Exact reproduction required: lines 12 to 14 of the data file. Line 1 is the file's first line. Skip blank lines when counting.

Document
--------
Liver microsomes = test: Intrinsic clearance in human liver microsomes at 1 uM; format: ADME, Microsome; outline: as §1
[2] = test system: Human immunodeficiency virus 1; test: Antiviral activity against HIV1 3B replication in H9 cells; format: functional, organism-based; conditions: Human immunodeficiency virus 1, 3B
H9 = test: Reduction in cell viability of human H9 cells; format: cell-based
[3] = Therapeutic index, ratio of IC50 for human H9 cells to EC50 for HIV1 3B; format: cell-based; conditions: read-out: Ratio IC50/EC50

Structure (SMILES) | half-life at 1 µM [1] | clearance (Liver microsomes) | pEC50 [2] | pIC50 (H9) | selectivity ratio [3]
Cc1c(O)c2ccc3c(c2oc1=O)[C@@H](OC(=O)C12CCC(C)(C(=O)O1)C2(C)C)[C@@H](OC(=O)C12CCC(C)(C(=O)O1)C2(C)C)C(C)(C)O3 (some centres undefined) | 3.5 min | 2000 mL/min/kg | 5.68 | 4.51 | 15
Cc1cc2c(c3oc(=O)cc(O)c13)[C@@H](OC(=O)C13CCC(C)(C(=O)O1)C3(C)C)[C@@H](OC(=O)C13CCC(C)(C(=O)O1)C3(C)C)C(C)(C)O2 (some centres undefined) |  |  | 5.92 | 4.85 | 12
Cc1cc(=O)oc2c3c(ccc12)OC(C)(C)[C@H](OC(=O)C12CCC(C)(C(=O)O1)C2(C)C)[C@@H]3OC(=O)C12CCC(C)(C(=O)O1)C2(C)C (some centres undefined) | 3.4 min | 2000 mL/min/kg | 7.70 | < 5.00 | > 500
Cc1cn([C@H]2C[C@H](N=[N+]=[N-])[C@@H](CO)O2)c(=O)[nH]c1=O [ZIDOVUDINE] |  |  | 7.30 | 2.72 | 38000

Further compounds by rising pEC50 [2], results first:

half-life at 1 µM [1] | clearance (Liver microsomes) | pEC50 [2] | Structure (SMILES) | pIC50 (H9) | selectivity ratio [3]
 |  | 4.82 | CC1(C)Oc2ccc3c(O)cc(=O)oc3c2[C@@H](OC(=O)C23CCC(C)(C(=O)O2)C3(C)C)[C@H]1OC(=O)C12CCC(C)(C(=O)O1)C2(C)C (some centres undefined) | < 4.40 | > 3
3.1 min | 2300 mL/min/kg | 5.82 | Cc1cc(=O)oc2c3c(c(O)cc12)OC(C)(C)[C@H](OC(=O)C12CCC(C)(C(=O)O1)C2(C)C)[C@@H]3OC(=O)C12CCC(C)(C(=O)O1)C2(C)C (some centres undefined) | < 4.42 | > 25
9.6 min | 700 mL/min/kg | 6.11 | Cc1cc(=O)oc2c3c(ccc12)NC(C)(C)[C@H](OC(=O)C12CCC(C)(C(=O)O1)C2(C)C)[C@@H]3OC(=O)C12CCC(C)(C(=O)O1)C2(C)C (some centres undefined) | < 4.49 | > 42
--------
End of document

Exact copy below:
 |  | 4.82 | CC1(C)Oc2ccc3c(O)cc(=O)oc3c2[C@@H](OC(=O)C23CCC(C)(C(=O)O2)C3(C)C)[C@H]1OC(=O)C12CCC(C)(C(=O)O1)C2(C)C (some centres undefined) | < 4.40 | > 3
3.1 min | 2300 mL/min/kg | 5.82 | Cc1cc(=O)oc2c3c(c(O)cc12)OC(C)(C)[C@H](OC(=O)C12CCC(C)(C(=O)O1)C2(C)C)[C@@H]3OC(=O)C12CCC(C)(C(=O)O1)C2(C)C (some centres undefined) | < 4.42 | > 25
9.6 min | 700 mL/min/kg | 6.11 | Cc1cc(=O)oc2c3c(ccc12)NC(C)(C)[C@H](OC(=O)C12CCC(C)(C(=O)O1)C2(C)C)[C@@H]3OC(=O)C12CCC(C)(C(=O)O1)C2(C)C (some centres undefined) | < 4.49 | > 42